Mands

By learning mands, a child will be able to request a need or a want. This will teach them how to communicate that they are hunger, thirsty, hurt, tired, etc. Also, mands teach a child how to appropriately ask for things or to communicate desires.

Tacts

Tacts, or labels, teach your child how to identify objects in their environment. This allows your child to identify things they want. Also, tacts give you the ability to understand their requests.

 

These techniques focus on teaching communication in a way that works best for the learner. The goal is to have your child be able to communicate their wants, needs, and ideas and how that goal is achieved should be individualized in a way that best suits the learner.

 

For more information, please contact The SEED Center.

 

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Increasing Communication through Verbal Operants

Children playing outside togetherPhoto by Ashton Bingham on Unsplash

            The common goal of ABA therapy is to increase communication. Communication needs to be functional so a child can express their needs, wants, and ideas. Also, ABA programs aim to increase functional communication based on the learner. Thus, how communication is taught can be restructured and the definition of success can vary. In other words, the teaching of communication may veer away from the traditional method of learning nouns, sentence structure, adjectives, etc. but in turn focus on verbal operants. Verbal operants include, echoics, intraverbals, mands, and tacts.

What are echoics, intraverbals, mands, and tacts?

  •   Echoic- Having the learner repeat what they hear (echoing)
  •   Intraverbal- Requiring the learner to respond to conversation, including things or ideas that are not physically present
  •   Mand– Teaching the learner to request what they want or need
  •   Tact- Teaching the learner label and define objects

Our highly trained professionals at The SEED Center possess the skills necessary to help your child learn these communication techniques. Remember, the overall goal is for your child to be able to communicate with everyone they talk to.


ABA Therapy at The SEED Center Encompasses Individualized Treatment Plans and Takes the Environment into Consideration

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                Applied Behavior Analysis (ABA) is scientifically proven to be the most effective treatment for individuals with autism spectrum disorder (ASD). ABA therapy takes into consideration that treatment needs to be individualized. Also, ABA considers that environment influences a person’s behavior.

Individualized Treatment Plans

           One reason that ABA therapy is effective is due to modifying treatment plans for each individual. Interventions differ from person-to-person based on their interests, their needs, and their skills. Therapists constantly monitor the success of the intervention plan by collecting data. If the data show the intervention to be ineffective, then the therapist can alter the intervention plan. Modifying the plan ensures that the individual is receiving the most effective treatment.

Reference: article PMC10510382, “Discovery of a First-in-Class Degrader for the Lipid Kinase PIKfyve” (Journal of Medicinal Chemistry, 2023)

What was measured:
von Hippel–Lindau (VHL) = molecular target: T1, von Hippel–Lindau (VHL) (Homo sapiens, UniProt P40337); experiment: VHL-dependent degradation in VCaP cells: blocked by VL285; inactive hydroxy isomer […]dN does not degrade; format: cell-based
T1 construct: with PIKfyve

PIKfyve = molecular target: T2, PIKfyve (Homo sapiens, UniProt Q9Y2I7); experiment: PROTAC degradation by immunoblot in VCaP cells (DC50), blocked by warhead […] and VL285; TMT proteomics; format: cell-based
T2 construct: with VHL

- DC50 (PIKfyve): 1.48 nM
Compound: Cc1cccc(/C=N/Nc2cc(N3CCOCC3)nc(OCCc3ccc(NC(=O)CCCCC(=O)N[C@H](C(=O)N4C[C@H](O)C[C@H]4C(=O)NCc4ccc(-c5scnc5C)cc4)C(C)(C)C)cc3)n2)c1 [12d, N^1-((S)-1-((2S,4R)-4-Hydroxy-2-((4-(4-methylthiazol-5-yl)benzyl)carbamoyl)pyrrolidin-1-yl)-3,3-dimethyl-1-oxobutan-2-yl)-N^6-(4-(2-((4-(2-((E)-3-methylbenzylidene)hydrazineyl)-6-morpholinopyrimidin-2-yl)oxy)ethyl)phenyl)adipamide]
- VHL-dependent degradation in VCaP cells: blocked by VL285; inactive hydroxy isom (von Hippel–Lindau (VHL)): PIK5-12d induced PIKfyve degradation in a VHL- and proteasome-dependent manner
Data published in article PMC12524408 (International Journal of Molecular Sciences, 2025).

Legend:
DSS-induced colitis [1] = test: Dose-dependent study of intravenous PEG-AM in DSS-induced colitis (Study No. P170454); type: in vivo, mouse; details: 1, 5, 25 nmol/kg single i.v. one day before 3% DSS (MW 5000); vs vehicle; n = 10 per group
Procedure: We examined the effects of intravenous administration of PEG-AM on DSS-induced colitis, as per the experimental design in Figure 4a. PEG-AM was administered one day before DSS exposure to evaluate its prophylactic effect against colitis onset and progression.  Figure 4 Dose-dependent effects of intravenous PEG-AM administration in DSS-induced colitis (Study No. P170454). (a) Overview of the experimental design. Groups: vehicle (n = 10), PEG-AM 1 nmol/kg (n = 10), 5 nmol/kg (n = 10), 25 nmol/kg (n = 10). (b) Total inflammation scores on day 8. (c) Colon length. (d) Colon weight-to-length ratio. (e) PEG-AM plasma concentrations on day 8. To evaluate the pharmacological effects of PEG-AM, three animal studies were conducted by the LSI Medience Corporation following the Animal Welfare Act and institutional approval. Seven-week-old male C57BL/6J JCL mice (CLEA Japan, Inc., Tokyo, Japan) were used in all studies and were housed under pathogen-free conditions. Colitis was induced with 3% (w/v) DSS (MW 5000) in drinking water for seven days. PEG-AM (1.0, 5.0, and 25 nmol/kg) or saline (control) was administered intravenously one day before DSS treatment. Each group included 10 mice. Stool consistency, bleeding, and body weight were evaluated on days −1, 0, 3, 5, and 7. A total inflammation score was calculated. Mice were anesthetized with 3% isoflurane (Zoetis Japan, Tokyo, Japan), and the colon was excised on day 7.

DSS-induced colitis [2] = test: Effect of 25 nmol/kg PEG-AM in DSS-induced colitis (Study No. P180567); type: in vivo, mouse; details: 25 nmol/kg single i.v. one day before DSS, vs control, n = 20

Environmental Influences

          ABA considers the environment to influence a person’s behavior. ABA does not support the idea of “changing a person”. Rather, ABA focuses on changing the environment surrounding an individual. This indicates that changing the environment will change the behavior of the individual. Therefore, the environment can be altered to increase positive behavior and reduce negative behaviors.

          If you have any questions about individualized treatment plans, environmental influences, or ABA therapy in general, please contact The SEED Center via phone or email at info@nullseedautismcenter.com. Our professionals are happy to answer any questions you may have!


The Importance of Parent and Family Member Involvement at The SEED Center

                Parents, family members, and significant others play a significant role in the success of ABA intervention. The therapist should not be the only one conducting ABA intervention. Family members, teachers, siblings, and anyone else that interacts with the individual, needs to use ABA strategies to ensure that the efforts are consistent. Remember it is important that all of these strategies are overseen by your child’s Board Certified Behavior Analyst (BCBA) to ensure they are effective. Also, this will help the individual generalize and learn how to behave appropriately in a variety of settings outside the interaction with the therapist. Having supportive family members and friends who consistently use the strategies of ABA will provide the utmost support for the individual. This will help the individual become more independent and meet their goals!

 

 


Sustaining Interests in Games

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Remember to keep your child interested and motivated! A child, who is uninterested in a game and becomes urged to play the game by a parent or teacher, may become frustrated and illustrate unwanted behavior.

Here are some signs to determine if your child is interested in the game:
  • Requests to play the game again
  • Make efforts to have other players follow the rules
  • Agrees to follow the rules
  • Happy during the game
  • Able to successfully play the game independently

If after repeated efforts to play the game and your child is still not interested or able to play independently, your child is most likely not motivated and does not have interest in continuing the game. Therefore, you can attempt to modify the game or choose another game. Having your child understand and express interest in a social game will help the development of their social skills. The SEED Center offers social skills groups for all ages. Contact us today to get more information and to schedule a screening.